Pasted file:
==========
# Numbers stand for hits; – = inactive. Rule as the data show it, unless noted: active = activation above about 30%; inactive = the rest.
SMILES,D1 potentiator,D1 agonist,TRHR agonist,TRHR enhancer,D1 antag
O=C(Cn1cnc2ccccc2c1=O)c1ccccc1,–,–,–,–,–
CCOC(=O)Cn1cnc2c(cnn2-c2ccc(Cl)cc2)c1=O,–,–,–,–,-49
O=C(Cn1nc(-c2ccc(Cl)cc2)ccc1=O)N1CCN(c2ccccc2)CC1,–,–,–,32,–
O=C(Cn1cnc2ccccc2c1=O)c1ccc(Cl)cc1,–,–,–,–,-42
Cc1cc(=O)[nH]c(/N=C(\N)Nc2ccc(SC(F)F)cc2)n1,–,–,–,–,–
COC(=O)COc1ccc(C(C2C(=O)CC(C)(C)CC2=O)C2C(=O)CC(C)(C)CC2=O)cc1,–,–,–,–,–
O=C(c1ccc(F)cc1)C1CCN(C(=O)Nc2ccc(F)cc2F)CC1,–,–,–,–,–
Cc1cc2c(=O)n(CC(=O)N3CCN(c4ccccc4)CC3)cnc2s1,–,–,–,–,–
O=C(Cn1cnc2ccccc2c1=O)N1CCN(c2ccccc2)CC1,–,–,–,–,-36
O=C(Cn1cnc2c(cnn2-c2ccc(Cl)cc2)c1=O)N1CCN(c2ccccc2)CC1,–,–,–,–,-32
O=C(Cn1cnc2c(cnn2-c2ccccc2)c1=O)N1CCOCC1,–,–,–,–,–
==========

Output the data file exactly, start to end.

# Numbers stand for hits; – = inactive. Rule as the data show it, unless noted: active = activation above about 30%; inactive = the rest.
SMILES,D1 potentiator,D1 agonist,TRHR agonist,TRHR enhancer,D1 antag
O=C(Cn1cnc2ccccc2c1=O)c1ccccc1,–,–,–,–,–
CCOC(=O)Cn1cnc2c(cnn2-c2ccc(Cl)cc2)c1=O,–,–,–,–,-49
O=C(Cn1nc(-c2ccc(Cl)cc2)ccc1=O)N1CCN(c2ccccc2)CC1,–,–,–,32,–
O=C(Cn1cnc2ccccc2c1=O)c1ccc(Cl)cc1,–,–,–,–,-42
Cc1cc(=O)[nH]c(/N=C(\N)Nc2ccc(SC(F)F)cc2)n1,–,–,–,–,–
COC(=O)COc1ccc(C(C2C(=O)CC(C)(C)CC2=O)C2C(=O)CC(C)(C)CC2=O)cc1,–,–,–,–,–
O=C(c1ccc(F)cc1)C1CCN(C(=O)Nc2ccc(F)cc2F)CC1,–,–,–,–,–
Cc1cc2c(=O)n(CC(=O)N3CCN(c4ccccc4)CC3)cnc2s1,–,–,–,–,–
O=C(Cn1cnc2ccccc2c1=O)N1CCN(c2ccccc2)CC1,–,–,–,–,-36
O=C(Cn1cnc2c(cnn2-c2ccc(Cl)cc2)c1=O)N1CCN(c2ccccc2)CC1,–,–,–,–,-32
O=C(Cn1cnc2c(cnn2-c2ccccc2)c1=O)N1CCOCC1,–,–,–,–,–